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Termini Imerese (Italian pronunciation: [ˈtɛrmini imeˈreːze; -eːse]; Sicilian: Tèrmini [ˈtɛɾmɪnɪ])[a] is a town and comune in the Metropolitan City of Palermo on the northern coast of Sicily, southern Italy.

Termini Imerese

Tèrmini  (Sicilian)
Città di Termini Imerese
Skyline of Termini Imerese
Coat of arms of Termini Imerese
Coat of arms
Location of Termini Imerese
Termini Imerese is located in Italy
Termini Imerese
Termini Imerese
Location of Termini Imerese in Italy
Termini Imerese is located in Sicily
Termini Imerese
Termini Imerese
Termini Imerese (Sicily)
Coordinates: 37°59′14″N 13°41′46″E / 37.98722°N 13.69611°E / 37.98722; 13.69611
CountryItaly
RegionSicily
Metropolitan cityPalermo (PA)
Government
 • MayorFrancesco Giunta
Area
 • Total78.19 km2 (30.19 sq mi)
Elevation
77 m (253 ft)
Population
 (2018-01-01)[2]
 • Total26,029
 • Density330/km2 (860/sq mi)
Demonym(s)Termitani / Tirminisi (Sicilian)
Time zoneUTC+1 (CET)
 • Summer (DST)UTC+2 (CEST)
Postal code
90018
Patron saintBeato Agostino Novello
Saint dayMay 19
WebsiteOfficial website

Contents

HistoryEdit

Ancient historyEdit

The site of the town has been populated since prehistoric times, as many archaeological excavations have shown through the years. Its documented history begins in 409 BC after the second Battle of Himera when its more ancient neighbour, Himera (now completely within the comune's borders), was completely destroyed by the Carthaginian army under Hannibal Mago. Those who survived the devastation moved to a site then called "Thermae" which is today known as Termini and became the successor to Himera. The new town of Thermae or Therma, called for the sake of distinction Thermae Himerenses, obviously derived its name from the hot springs for which it was celebrated, and the first discovery of which was connected by legends with the wanderings of Hercules.[3] It appears to have quickly become a considerable town, though it continued to be subject to Carthaginian rule.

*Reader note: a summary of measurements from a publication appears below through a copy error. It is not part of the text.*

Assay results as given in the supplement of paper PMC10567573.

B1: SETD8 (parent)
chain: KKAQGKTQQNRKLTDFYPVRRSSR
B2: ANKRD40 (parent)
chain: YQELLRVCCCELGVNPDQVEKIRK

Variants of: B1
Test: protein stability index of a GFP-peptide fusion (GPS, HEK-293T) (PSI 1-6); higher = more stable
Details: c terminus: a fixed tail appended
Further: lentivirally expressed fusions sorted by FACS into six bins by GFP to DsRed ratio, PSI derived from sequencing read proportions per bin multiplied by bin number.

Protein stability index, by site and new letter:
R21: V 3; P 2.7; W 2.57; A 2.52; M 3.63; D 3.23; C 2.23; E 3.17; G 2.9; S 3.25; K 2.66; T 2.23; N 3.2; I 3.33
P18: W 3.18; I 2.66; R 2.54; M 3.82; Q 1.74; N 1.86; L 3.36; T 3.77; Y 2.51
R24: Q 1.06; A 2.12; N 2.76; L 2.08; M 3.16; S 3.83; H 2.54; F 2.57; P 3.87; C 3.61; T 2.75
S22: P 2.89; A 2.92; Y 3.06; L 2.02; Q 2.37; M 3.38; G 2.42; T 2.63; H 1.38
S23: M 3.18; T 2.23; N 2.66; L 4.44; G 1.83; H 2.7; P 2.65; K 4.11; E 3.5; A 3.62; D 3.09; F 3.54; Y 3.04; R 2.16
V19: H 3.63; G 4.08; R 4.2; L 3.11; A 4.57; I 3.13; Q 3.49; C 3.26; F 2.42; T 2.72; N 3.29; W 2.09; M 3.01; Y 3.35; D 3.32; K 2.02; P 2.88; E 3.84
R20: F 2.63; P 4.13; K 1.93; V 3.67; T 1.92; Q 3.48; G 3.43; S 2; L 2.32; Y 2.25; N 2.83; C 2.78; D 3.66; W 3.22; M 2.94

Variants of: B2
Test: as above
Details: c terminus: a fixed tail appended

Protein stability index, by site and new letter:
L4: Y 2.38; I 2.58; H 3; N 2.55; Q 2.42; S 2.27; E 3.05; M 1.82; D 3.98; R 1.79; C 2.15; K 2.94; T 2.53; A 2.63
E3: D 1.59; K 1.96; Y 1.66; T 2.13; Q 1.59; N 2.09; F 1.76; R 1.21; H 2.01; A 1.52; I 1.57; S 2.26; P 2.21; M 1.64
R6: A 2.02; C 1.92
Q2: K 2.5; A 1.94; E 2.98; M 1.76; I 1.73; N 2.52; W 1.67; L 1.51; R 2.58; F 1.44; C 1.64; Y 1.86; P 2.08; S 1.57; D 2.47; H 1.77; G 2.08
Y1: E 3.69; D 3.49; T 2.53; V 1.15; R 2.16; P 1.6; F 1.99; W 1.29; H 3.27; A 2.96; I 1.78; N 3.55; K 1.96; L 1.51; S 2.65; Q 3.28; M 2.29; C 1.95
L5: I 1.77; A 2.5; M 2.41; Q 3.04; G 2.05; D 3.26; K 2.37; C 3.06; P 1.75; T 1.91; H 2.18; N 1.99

In the First Punic War its name is repeatedly mentioned. In 260 BC, a body of Roman troops were encamped in the neighbourhood when they were attacked by Hamilcar and defeated with heavy loss.[4]

Roman ageEdit

Before the close of the First Punic War (241 BC), Thermae was besieged and taken by the Romans[5] but the city seems to have been treated with unusual favour by its conquerors. Cicero tells us that the Romans allowed the Thermitani to govern their city and territory with their own laws as a reward for their steady fidelity.[6] As they were on hostile terms with Rome during the First Punic War, it can only be to the subsequent period that this "fidelity" applies.

In the time of Cicero (80-40 BC), Thermae appears to have been a flourishing place, carrying on a considerable amount of trade, though he speaks of it as oppidum non maximum.[7] He attested the magnificence of the ancient city and the taste of its citizens for the encouragement of art, calling it in primis Siciliae clarum et ornatum as statues were preserved by the Thermitani to whom they had been restored by Scipio after the conquest of Carthage.[8]

It seems to have become a colony in the time of Augustus (27 BC - 14 AD), whence we find mention in inscriptions of the Ordo et Populus splendidissimae Coloniae Augustae Himeraeorum Thermitanorum.[9] Thermae colonia is mentioned by Pliny and must refer to this town, though he seems to confuse it with Thermae Selinuntiae (modern Sciacca) on the south coast which was not a colony.[10]

There are few subsequent accounts of Thermae; but, as its name is found in Ptolemy and the Itineraries, and from the impressive aqueduct and some other remains it appears to have continued in existence throughout the period of the Roman Empire, and probably never ceased to be inhabited, as the modern town of Termini Imerese retains the ancient site as well as name.[11]